“Sad to say, the people were misguided,” Smith charged, referring to United National Congress-led People’s Partnership, which formed the government after the election.

Smith recalled that the PNM also had not fared well in the Local Government election in 2010. The party won just three of the ten electoral districts in the corporation.

“But now, we have all ten electoral districts, including some polling stations that we have never won,” he said.

Smith, who became chairman in November 2013, was among four persons who had offered themselves as possible candidates during the party’s screening for the constituency at Balisier House on April 2.

On that occasion, all of the candidates, including Browne, the incumbent, were rejected and fresh nominations were requested of the constituency’s executive.

But, they too, were turned down. Those appearing during the second round of screenings were panman Roger Watts, human resources professional Shari Reynald and lawyer Christian Chandler.

The committee again requested fresh nominations for which last Friday was given as the deadline for submissions.

According to Smith, crime, unemployment, housing and flooding are the major issues confronting the constituency.

However, regarding the latter, which has been the bane of the constituency for many years, Smith claimed that under his watch, the corporation has virtually eliminated flooding from the region through its Hands On Deck initiative, which began during last year’s dry season.

‘We have adopted a proactive approach by clearing all drains and river courses,” he said. “And for the first time in eight years, there has been no flooding in the region.”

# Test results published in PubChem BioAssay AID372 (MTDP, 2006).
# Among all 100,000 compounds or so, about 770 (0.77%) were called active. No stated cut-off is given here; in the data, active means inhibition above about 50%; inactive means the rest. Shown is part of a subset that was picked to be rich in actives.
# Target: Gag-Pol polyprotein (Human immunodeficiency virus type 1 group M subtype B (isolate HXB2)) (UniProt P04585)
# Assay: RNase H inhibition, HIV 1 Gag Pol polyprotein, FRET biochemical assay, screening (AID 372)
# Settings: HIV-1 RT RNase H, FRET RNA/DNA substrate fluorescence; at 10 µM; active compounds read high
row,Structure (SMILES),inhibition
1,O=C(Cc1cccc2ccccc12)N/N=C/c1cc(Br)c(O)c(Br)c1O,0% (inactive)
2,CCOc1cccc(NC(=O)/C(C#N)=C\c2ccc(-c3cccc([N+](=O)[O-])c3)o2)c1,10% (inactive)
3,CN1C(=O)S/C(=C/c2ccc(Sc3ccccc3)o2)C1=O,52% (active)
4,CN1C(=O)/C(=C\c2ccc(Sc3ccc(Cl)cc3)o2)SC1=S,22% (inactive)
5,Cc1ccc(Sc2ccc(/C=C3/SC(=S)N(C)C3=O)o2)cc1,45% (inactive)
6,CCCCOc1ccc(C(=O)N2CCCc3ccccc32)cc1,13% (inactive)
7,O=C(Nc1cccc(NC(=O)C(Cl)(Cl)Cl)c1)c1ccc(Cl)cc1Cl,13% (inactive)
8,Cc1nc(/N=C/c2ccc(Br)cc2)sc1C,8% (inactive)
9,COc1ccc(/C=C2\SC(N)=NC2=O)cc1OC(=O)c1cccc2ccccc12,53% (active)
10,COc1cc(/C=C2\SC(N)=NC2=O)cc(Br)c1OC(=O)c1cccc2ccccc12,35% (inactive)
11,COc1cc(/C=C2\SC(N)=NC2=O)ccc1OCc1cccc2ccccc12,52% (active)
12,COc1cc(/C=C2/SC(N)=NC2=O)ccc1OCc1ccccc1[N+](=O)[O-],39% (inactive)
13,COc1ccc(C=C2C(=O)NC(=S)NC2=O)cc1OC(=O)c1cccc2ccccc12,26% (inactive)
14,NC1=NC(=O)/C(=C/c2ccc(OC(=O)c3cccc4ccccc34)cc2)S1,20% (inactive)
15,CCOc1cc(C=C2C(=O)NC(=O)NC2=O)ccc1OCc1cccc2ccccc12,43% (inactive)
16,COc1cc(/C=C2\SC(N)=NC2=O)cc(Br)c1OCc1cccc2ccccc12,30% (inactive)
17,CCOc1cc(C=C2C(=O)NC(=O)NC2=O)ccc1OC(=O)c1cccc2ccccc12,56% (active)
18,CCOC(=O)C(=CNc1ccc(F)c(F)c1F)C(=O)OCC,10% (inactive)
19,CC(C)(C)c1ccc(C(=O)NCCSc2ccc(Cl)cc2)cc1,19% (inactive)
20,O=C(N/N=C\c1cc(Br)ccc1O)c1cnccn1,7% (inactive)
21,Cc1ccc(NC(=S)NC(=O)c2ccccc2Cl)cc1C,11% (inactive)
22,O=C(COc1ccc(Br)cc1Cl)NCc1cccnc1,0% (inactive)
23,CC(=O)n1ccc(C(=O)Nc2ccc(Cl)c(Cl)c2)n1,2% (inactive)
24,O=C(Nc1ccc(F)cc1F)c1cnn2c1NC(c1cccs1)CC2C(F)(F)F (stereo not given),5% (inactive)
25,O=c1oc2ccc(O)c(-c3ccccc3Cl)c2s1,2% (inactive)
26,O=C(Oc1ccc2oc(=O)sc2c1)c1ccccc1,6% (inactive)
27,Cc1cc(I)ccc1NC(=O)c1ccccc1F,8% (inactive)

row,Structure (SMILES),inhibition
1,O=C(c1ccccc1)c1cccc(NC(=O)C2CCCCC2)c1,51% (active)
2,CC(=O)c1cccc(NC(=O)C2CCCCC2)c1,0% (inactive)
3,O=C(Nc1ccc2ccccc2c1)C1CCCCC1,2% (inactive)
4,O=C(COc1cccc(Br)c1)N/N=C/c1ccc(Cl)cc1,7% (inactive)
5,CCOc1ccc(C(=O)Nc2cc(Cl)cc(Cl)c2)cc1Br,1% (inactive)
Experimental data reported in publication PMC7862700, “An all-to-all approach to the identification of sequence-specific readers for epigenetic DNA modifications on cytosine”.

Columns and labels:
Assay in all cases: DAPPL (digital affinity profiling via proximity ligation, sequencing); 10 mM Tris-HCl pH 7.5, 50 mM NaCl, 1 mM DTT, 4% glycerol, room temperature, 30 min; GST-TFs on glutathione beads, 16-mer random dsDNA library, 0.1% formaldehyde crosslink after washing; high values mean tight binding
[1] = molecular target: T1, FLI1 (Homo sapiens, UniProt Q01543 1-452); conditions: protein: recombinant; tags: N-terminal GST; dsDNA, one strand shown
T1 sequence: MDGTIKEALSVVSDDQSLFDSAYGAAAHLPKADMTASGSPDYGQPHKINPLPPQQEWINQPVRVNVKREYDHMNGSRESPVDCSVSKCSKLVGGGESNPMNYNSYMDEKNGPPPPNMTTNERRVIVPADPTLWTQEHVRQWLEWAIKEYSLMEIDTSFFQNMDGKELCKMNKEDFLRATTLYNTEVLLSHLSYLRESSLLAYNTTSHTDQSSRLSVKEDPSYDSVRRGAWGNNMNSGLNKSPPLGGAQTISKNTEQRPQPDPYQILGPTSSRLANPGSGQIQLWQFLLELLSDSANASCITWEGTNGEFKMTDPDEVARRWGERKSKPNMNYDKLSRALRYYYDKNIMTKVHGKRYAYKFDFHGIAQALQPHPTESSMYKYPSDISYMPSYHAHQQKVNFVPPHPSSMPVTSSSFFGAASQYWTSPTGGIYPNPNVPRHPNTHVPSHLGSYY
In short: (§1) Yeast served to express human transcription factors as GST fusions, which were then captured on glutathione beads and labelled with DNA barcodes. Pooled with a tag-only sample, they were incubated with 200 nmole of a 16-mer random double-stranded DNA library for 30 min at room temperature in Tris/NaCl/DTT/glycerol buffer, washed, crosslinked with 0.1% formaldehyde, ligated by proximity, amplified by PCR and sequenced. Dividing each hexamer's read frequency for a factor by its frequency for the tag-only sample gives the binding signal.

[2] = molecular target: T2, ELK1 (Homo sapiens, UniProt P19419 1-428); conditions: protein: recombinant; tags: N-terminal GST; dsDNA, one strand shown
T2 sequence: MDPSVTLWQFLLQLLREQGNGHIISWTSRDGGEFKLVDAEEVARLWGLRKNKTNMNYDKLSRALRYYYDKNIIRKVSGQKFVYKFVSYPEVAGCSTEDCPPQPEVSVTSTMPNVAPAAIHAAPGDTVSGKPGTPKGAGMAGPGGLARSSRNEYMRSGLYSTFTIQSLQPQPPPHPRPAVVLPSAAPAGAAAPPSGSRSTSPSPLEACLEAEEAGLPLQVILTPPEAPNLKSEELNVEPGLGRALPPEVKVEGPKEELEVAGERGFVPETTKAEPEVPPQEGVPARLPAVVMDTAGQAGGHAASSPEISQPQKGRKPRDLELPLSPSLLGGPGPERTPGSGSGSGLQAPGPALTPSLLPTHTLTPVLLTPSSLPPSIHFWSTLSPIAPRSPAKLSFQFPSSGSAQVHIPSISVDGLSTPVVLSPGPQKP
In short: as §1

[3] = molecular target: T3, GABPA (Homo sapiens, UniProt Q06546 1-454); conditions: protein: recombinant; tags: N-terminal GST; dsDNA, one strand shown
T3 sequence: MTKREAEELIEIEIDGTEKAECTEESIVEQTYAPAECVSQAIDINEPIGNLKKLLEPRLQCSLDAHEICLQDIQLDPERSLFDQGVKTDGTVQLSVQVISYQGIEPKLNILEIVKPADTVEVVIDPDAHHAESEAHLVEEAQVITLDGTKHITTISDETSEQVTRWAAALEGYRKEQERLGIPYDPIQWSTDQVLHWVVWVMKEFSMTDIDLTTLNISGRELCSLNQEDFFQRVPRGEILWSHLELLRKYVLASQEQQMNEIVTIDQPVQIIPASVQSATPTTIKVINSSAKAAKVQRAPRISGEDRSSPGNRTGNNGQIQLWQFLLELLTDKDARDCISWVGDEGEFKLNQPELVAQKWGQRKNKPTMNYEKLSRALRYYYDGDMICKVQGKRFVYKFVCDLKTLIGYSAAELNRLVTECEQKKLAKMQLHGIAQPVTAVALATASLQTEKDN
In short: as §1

Part of a vast, urban commercial destination, comprising three constituencies, Diego Martin Central consists of several well-known districts, including Petit Valley, Diamond Vale, Cocorite, Blue Range, Alyce Glen and Four Roads, a thriving business and residential region, with more than 110, 000 residents and 32,000 households. Diego Martin Central has an electorate of about 27,000 voters.

Among its past representatives in the Parliament were Dr Joseph Laquis and the late Kenneth Valley. In fact, Browne, who had replaced Valley in the screening prior to the 2007 general election, amidst much dissatisfaction from constituents, has now found himself in a similar position eight years later.

On the search for a candidate, La Puerta resident Colin Miles said the party’s screening process was overdone.

“I don’t know why there is all this red tape,” he told Sunday Newsday. While he had no major concerns with Browne’s representation over the past seven years, Miles said he was supporting Smith.

“To me, it is automatic because he has done a lot in the constituency and from what I have seen, he is very proactive and forward-thinking,” he said.

“The past chairmen that we had were very reactive, particularly in the area of flooding and other issues.” Nicole Dyer-Griffith, who got the nod of the COP to contest the seat in 2007 and 2010, said she had no intention of re-entering the fray on an Alliance of Independents (AI) ticket.

“Not me, but perhaps the Alliance will consider contesting the seat. We are just awaiting word from the Elections and Boundaries Commission,” she said. Dyer-Griffith, one of the founders of the fledgling AI, said the party was interested in contesting the seat.

“It is all systems go. We have been holding our cottage meetings and that is definitely one of the seats we will be considering,” she said.